Ah, budget battles.
This morning’s Star detailed the back and forth political arguments about whether the Ballard Administration actually made the budget cuts the mayor promised during his campaign. Their independent analysis amounted to: who knows? That’s not a criticism of the reporters–it’s a reflection of the games public managers play.
This actually began back during the Goldsmith Administration. In fact, it could argued that the City’s dicey finances actually began there; I know Ballard blamed Peterson because he inherited significant budget problems, but Peterson himself inherited a true “smoke and mirrors” budget from Goldsmith. (That doesn’t mean he shouldn’t have done more to fix it.)
Goldsmith’s clever game was to change the way in which the budget was reported from the relatively straightforward system employed during the Hudnut Administration. When you change budget categories, it becomes virtually impossible to compare apples to apples. (He also touted savings from his own exaggerated “estimated growth” figures–as in “we project that expenditures would have reached X if we hadn’t done Y. What good managers we are!)
In this case, Ballard’s folks excluded federal and other grants and some debt service from the budget calculation, and “voila”–they saved money.
I know I’m talking crazy, but what if we focused less on the relative amounts we spend, and more on what we get for our money? What if we focused less on the tax levy (the total amount raised) and more on how fairly we assess property and set rates? What if we rewarded good management rather than providing incentives to cut corners and push higher maintenance costs to the next guy?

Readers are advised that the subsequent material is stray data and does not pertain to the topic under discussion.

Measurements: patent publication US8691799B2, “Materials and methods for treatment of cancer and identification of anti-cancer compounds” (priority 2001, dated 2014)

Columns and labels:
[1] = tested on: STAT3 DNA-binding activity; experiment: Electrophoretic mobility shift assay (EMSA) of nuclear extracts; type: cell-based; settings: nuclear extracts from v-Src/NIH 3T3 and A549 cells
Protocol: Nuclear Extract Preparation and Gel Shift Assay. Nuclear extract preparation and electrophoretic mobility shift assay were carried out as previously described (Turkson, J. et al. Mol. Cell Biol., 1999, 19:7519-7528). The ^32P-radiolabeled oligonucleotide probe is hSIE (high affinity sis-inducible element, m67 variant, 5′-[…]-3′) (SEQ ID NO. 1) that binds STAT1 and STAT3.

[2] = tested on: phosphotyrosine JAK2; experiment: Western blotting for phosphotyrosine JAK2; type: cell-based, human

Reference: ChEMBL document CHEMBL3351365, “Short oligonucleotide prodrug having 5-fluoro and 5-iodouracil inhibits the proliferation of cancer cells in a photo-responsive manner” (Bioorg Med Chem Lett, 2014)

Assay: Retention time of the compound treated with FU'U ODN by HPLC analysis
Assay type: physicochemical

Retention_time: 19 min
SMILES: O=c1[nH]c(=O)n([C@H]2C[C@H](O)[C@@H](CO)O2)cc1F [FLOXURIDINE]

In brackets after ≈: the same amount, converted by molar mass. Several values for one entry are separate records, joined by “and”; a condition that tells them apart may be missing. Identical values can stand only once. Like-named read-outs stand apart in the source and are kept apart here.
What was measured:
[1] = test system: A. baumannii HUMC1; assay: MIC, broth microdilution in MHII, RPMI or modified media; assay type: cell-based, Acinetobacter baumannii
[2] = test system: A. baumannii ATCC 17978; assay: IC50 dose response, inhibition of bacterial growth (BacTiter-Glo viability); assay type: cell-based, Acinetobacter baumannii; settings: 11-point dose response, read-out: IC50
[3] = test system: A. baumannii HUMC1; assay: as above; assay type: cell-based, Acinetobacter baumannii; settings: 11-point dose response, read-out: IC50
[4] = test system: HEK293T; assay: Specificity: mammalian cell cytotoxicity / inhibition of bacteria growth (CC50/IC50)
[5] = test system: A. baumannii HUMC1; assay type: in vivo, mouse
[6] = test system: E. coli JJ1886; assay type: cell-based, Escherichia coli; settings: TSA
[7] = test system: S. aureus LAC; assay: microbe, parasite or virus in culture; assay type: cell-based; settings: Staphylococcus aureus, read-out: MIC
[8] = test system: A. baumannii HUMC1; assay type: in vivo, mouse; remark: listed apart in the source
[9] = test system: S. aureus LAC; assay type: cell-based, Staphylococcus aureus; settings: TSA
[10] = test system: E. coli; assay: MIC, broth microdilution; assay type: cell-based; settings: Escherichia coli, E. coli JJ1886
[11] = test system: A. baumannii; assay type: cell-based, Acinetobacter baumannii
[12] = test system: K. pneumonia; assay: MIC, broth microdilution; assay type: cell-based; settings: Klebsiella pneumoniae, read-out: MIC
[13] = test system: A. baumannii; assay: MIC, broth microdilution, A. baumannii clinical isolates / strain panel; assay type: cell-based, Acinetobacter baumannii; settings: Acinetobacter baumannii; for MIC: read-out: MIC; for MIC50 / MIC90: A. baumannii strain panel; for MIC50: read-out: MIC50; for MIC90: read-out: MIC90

What a dreamer I am…..
2 thoughts on “Did Not! Did So!”
Expecting the current crop of politicians to act “rationally”? Radical.
How/why politicians act the wa they do today would be a great Ph.D topic for some public policy grad student. Half-behavioral psychology, though.
It’s not possible in all instances, but I think striving for simplicity in governmental accounting lends to transparency. Maybe that leads to at least an illusion of accountability, perhaps leading to a bit of a return to trust in at least a chunk of government.
I’m voting for the Democrat running for my council district, not because I am probably ideologically in-synch- but because he has not betrayed my trust with blatant corruption.
I wonder how somebody would fare that ran for mayor wanting a to tell us the grim fiscal reality, but putting public safety, streets & sidewalks, schools, and tearing/restoring abandoned housing before sports teams and infusing corporations with taxpayer dollars? Basic civic stuff before the luxuries.
This is “pollyannaish”? I’m describing a political myth? Nobody could be elected based on returning to “Naptown”? It would require all the major candidates to run in the same manner because the corporate/labor/union/big donors would follow the person who would ladle money to them? It’s always been this way- there is no mayor or larger major office that serves taxpayers, versus large donors?
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